From Today's Va. Supreme Court Opinions:
Nov. 5, 2009
Open Carry of Firearm in Console of Vehicle Equals Constructive Possession for Convicted Felon
"Deputy Lampkin testified that the weapon was "in the console, between the console right beside [Smallwood's] right leg." He further described the vehicle as "small" and the gun's location as "an open console between the seats where you could just lay something, like a little section. It was small in between two bucket seats." The firearm was not concealed...
Barnett testified that she normally kept the firearm in plain view on the console because she had applied for a concealed weapon permit but had not received one. She testified that she has "always carried [the firearm] after [she] got assaulted."
Mr. Smallwood knew of the weapon's presence and not that he exercised dominion and control over the firearm." However, Smallwood misapprehends established principles of constructive possession...Smallwood argues that he "could not have exercised dominion and control over the gun when the gun was under the dominion and control of Ms. Barnett at all times." Further, Smallwood argues that "Barnett's testimony excludes the possibility of joint possession" because "Smallwood never touched or manipulated the weapon in any way."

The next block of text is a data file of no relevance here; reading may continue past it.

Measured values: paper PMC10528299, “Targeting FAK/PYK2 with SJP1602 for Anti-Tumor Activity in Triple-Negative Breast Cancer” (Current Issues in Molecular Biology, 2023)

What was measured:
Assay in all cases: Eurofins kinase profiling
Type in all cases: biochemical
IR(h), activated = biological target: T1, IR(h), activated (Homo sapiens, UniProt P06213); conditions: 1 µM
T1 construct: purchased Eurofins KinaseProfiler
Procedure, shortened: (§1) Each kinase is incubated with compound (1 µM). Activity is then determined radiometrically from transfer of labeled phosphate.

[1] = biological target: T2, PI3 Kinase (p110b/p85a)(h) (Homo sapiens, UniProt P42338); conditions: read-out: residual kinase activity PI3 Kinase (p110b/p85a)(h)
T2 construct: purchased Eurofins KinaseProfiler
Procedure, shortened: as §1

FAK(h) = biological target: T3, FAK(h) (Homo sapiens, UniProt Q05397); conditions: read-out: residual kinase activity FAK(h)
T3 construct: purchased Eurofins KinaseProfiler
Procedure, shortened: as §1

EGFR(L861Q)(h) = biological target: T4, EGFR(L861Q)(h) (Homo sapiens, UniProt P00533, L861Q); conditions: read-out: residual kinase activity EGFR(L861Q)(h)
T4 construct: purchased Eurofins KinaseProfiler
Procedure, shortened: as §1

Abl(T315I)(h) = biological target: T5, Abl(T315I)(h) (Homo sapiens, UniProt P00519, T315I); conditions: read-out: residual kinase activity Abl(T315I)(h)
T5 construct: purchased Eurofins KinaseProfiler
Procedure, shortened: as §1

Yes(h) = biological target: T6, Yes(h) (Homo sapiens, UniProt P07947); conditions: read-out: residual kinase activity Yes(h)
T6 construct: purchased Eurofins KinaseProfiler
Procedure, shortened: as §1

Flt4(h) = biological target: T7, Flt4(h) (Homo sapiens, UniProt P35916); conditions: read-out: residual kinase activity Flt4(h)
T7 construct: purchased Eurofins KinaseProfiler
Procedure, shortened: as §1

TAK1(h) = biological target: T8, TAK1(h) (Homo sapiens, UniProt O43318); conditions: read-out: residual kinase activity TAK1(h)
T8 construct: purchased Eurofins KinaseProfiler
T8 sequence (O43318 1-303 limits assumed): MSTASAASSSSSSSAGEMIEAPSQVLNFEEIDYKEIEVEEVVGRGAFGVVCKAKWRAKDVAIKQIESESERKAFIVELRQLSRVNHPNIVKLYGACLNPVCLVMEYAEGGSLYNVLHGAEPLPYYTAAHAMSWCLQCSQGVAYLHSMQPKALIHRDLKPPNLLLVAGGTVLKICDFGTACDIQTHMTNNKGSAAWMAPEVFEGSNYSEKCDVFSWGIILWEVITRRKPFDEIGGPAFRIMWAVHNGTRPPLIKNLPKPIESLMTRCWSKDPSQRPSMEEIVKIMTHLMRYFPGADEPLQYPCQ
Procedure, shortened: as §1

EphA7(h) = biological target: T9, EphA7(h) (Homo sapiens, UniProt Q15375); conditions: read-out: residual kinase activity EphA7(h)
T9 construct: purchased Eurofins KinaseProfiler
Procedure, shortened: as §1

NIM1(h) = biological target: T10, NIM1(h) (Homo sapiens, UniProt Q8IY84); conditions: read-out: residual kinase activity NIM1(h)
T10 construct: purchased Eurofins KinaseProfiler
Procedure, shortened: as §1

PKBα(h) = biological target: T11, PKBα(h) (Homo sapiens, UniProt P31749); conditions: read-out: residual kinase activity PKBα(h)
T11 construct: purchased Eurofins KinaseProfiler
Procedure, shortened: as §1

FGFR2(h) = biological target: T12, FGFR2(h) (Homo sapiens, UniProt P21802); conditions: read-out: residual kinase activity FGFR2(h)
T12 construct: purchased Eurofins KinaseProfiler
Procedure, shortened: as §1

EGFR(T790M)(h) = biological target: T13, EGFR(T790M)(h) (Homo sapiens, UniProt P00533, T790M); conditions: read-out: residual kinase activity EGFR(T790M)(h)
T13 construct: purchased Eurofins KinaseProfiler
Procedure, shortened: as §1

As we noted in Ritter, the issue of constructive possession "is largely a factual one and must be established by evidence of the acts, declarations and conduct of the accused." 210 Va. at 743, 173 S.E.2d at 807. According the Commonwealth the benefit of all inferences fairly deducible from the evidence, Bolden, 275 Va. at 148, 654 S.E.2d at 586, the record clearly supports the finding that the firearm in Barnett's car was "subject to" Smallwood's dominion and control.
Both deputies described the vehicle as small. Barnett acknowledged that the firearm was "in plain view" during the entire six or seven hours in which she and Smallwood occupied the vehicle. The firearm rested on an open console "right beside [Smallwood's] right leg." In an instant, Smallwood could have had actual, exclusive possession of the firearm and Smallwood's access to the firearm was not restricted in any way. While Barnett's ownership of the firearm is relevant to the inquiry, it is not dispositive. "Possession and not ownership is the vital issue. Possession may be joint or several. Two or more persons may be in possession where each has the power of control and intends to exercise control jointly." Burnette v. Commonwealth, 194 Va. 785, 792, 75 S.E.2d 482, 487 (1953).
In a joint constructive possession case, the focus is on the "acts, statements, or conduct by the defendant or other facts and circumstances proving that the defendant was aware of the presence and character of the firearm and that the firearm was subject to his dominion and control." Bolden, 275 Va. at 148, 654 S.E.2d 586 (emphasis added). As in Bolden, here the contraband was "open and obvious to someone looking in the vehicle, and it was located in immediate proximity to where [the defendant] had been sitting." Id. at 149, 654 S.E.2d at 586."